On September 28, 2022, the Department of Justice formally withdrew its second 9th Circuit Appeal after losing a judgment on the merits issued by the Honorable Donnald Malloy. At issue in the case was the agency’s failure to act pursuant to § 706(1) of the Administrative Procedures Act and the National Scenic Trails Act. Emily Wilmott and Graham Coppes successfully prosecuted the case against the Kootenai National Forest who were more then a decade late in drafting and authorizing a Comprehensive Plan which incorporated protections for the Cabinet-Yaak population of Threatened grizzly bears.
Ferguson & Coppes attorney’s Graham Coppes and Emily Wilmott have submitted the final briefs in what has now become a 5 year long battle to protect senior water rights and lawful agency decision making. After Graham and Emily prevailed for the second time in the First Judicial District, the Company again appealed. See Flathead Beacon article. Now, after all briefs have been submitted, on November 30, 2022, the Montana Supreme Court issued an order declaring that the matter has been submitted for decision to the full court sitting “en banc.” Our attorneys and clients eagerly await that decision.
On October 5, 2022 John Ferguson presented to Montana’s water law practitioners concerning the history of and recent changes to DNRC’s interpretation and enforcement of “combined appropriations” from multiple groundwater wells. More specifically, DNRC has recently again changed its analysis § 85-2-306, MCA, which authorizes the appropriation of groundwater up to 10 acre-feet per year from a single source aquifer, without a permit. In implementing this statute, DNRC has struggled over the years to articulate a clear policy for how it will deal with multiple wells developed on an individual property, or developed as a part of a single project. John’s presentation shed light on the nuances involved in this issue and the very muddy water which still surrounds this issue.
The lawsuit, filed in 1st Judicial District Court in Broadwater County, alleges the defendants failed to do their duty to consider impacts and protect water and land resources from unreasonable degradation under the Subdivision and Platting Act and the Montana Water Use Act. The lots received Montana Department of Natural Resources and Conservation (DNRC) approval to use aggregated exempt wells. At the center of the issue is Horse Creek Hills, a four-phase, 435-acre subdivision in Broadwater County on the eastern shore and directly upstream from Canyon Ferry Reservoir and Confederate Creek.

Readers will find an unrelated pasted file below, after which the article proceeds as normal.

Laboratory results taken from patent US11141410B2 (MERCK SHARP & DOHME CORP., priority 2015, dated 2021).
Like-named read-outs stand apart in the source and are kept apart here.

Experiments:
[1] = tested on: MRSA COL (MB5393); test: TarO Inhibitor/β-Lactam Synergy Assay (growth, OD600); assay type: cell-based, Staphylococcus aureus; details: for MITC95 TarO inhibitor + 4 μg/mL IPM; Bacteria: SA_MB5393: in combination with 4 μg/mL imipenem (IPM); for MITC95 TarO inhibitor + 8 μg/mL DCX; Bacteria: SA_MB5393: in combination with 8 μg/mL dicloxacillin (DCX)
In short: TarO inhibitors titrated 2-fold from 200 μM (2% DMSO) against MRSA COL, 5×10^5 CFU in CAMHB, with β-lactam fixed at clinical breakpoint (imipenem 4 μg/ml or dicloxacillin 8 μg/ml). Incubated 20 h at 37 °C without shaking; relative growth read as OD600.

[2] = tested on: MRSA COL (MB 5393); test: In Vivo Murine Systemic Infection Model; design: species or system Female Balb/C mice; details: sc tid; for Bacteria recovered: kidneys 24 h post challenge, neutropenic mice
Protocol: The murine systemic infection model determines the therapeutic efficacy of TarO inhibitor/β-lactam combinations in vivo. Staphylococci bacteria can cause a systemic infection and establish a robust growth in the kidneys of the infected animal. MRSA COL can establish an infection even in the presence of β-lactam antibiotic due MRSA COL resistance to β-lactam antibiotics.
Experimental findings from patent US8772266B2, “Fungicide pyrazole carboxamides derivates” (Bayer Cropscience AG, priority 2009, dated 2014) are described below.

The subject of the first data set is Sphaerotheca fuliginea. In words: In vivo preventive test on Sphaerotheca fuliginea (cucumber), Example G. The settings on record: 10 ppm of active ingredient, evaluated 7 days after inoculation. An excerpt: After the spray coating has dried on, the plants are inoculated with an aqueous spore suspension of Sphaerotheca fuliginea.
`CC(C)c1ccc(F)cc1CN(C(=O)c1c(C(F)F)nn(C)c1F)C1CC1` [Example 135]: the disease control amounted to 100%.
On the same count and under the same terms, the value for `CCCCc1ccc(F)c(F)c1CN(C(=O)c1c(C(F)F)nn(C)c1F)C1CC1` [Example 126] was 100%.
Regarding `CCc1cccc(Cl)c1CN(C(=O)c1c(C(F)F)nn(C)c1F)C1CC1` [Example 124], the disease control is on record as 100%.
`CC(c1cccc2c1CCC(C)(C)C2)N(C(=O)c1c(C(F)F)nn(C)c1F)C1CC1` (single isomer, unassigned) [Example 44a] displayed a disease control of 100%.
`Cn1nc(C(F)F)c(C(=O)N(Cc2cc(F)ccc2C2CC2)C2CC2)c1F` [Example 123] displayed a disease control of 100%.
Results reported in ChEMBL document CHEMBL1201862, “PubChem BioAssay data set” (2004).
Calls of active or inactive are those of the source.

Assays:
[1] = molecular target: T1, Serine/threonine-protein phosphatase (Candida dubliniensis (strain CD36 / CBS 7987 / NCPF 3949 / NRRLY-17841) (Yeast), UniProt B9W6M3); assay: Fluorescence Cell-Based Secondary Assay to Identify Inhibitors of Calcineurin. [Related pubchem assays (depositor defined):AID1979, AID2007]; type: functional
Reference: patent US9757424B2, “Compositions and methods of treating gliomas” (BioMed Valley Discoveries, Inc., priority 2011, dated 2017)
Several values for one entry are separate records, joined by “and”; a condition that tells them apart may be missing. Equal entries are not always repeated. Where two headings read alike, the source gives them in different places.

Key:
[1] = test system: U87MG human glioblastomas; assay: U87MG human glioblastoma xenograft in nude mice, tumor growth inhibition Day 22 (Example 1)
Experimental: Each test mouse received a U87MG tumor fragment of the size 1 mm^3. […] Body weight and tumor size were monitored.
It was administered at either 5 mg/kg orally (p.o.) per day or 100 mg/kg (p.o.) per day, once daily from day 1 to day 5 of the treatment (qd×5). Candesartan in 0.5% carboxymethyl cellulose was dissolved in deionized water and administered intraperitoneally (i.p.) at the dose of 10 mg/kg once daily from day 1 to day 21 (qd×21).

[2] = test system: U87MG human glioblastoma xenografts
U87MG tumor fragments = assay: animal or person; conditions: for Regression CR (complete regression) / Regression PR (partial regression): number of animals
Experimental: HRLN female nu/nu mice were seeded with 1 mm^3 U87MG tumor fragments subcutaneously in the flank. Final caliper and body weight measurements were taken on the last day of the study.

The proposed site is a rural, predominantly agricultural landscape and borders both state and Bureau of Reclamation land. The co-plaintiffs said in a news release announcing the lawsuit the county has ignored overwhelming public opposition to Horse Creek Hills without taking a hard look at the negative impacts this subdivision will have on agricultural operations, water resources, local wildlife, and the livelihoods of Broadwater County residents.“Our senior water rights, cattle operations, neighborhood roads, and quality of life will all bear the brunt of this subdivision if it goes forward,” Carole Plymale, a cattle rancher in Townsend
See KTVH article.
Recently Graham Coppes successfully secured a large settlement on the eve of trial for a client fighting to restore his water delivery systems after a neighbor bulldozed the historic ditches. After initiating suit, the neighbor claimed that the client’s water rights were invalid. Graham successfully defended the matter after certification of the proceeding to the Montana Water Court, where the Court awarded Graham’s client the full historical flow rate as claimed. Upon winning at the Water Court, the case returned to district court, where Graham successfully settled the case with a large damage award for his client.